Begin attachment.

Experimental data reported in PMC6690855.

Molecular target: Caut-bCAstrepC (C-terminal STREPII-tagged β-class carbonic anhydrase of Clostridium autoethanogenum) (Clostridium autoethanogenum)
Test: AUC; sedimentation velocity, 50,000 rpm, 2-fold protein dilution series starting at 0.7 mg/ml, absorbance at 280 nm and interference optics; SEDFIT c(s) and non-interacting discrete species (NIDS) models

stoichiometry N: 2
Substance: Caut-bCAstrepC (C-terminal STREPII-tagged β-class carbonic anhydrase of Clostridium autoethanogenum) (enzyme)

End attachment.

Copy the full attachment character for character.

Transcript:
Experimental data reported in PMC6690855.

Molecular target: Caut-bCAstrepC (C-terminal STREPII-tagged β-class carbonic anhydrase of Clostridium autoethanogenum) (Clostridium autoethanogenum)
Test: AUC; sedimentation velocity, 50,000 rpm, 2-fold protein dilution series starting at 0.7 mg/ml, absorbance at 280 nm and interference optics; SEDFIT c(s) and non-interacting discrete species (NIDS) models

stoichiometry N: 2
Substance: Caut-bCAstrepC (C-terminal STREPII-tagged β-class carbonic anhydrase of Clostridium autoethanogenum) (enzyme)